Chica Lit: Recently, Hollywood has been seeing a lot of misses versus hits. Do you feel that the quality of storytelling has suffered from the rise in celebrity when audiences are more interested in Brad & Angelina’s personal life, versus their movies?

Valerie: The public has always been ravenous for trashy gossip, and the Hollywood stars have always had two jobs: embodying our higher aspirations and desires on-screen, and feeding our darker needs off-screen. Or, you might say, they are idolized by the public for what they do on screen, and then must pay for the deification by having their personal lives dissected and their privacy invaded at every turn. It’s part of the package. There’s a very interesting book, Intimate Strangers, by Richard Schickel, about the ill-will ordinary Americans bear the very people they put on pedestals. It’s almost a law of nature: when people get that big, they have to be shot down, sometimes – tragically – literally, as in the case of John Lennon.

Film has never been the writer’s medium, but in the studios of yore, there used to be a script department, writers on staff. These days, there’s so little respect for writing in the average Hollywood product, you get the feeling that they want to just eliminate the writer altogether. Sometimes films seem to have been written by the wardrobe designer – did you see the Gwyneth Paltrow bomb Sky Captain and the World of Tomorrow? – or by a sleeping accountant using a previous script for easy reference. When I found out that Titanic had started shooting before the script had even been started, I decided that I didn’t need to see that movie. I may have been the only person on the planet who made that decision, but I stand by it.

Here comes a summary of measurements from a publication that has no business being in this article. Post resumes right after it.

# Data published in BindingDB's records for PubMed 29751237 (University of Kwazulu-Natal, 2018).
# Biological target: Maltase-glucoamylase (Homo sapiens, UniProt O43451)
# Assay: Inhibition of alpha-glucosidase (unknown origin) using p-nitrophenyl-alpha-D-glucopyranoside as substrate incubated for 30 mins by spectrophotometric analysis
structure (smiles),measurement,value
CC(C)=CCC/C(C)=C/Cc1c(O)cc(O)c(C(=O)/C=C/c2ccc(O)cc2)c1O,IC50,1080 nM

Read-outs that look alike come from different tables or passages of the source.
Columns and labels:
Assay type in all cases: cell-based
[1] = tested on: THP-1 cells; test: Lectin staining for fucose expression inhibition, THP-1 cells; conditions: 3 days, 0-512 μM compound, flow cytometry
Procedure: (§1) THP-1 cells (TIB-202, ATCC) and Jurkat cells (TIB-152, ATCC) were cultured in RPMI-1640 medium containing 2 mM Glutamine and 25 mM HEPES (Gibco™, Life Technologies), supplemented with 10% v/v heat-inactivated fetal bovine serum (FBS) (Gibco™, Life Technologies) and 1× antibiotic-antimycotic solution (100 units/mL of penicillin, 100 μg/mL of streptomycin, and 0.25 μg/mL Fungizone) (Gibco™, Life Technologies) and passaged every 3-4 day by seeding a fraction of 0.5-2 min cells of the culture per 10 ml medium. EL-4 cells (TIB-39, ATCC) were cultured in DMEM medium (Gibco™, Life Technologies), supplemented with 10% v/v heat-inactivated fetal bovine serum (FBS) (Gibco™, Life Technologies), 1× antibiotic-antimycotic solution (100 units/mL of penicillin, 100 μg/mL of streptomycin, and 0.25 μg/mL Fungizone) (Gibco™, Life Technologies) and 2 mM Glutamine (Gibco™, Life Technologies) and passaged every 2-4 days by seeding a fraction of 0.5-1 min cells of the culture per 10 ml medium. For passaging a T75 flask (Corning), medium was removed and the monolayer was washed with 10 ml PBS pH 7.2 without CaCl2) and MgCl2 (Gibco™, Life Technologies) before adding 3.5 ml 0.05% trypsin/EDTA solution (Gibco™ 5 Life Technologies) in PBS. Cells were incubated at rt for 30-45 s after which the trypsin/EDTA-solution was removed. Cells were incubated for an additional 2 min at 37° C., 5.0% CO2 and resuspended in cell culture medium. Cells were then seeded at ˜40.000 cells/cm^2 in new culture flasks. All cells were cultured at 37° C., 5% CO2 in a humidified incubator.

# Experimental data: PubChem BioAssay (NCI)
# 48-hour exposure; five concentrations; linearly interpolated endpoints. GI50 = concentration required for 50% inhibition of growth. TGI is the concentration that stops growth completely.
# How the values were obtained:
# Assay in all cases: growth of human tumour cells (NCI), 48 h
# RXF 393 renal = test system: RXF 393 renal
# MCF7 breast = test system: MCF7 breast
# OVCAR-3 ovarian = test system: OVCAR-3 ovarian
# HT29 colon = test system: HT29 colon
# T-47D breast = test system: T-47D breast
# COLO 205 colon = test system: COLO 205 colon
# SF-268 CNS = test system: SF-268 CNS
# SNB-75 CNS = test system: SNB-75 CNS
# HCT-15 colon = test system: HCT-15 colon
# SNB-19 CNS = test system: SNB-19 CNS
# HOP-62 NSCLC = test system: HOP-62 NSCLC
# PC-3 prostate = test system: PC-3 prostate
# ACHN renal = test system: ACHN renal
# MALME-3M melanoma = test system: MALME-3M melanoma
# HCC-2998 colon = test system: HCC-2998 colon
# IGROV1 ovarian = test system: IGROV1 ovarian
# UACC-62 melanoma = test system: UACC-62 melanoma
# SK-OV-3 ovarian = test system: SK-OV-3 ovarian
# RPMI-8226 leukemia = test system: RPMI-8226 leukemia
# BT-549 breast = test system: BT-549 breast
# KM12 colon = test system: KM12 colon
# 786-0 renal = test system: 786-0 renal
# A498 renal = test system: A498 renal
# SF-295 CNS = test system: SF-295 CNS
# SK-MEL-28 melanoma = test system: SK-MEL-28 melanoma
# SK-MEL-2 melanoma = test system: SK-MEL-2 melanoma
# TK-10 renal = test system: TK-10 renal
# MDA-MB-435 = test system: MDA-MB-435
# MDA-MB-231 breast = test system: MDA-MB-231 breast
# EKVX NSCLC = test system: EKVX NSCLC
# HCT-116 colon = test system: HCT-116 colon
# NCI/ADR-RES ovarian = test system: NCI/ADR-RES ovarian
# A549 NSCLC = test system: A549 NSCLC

Chica Lit: When you switch on the TV and see some of the reality shows that are produced, do you feel as you write/craft novels that you’re casting pearls before swine?

Valerie: You make me laugh! I reject the very premise of reality TV. And as you know, even the least popular cable channels on television – the wood grain channel, the vitamin channel, etc. – get millions of viewers, even on a Saturday at 1:30 am. There are days when I feel like I’m in a dying business. On the other hand, I can’t watch much of what is popular now – I feel unclean! I know there are others who feel the same, and this is who I write for. Books reach people on a very different level. I hope there will always be a call for that, although I know the numbers are mere, when compared to televised competition of any kind.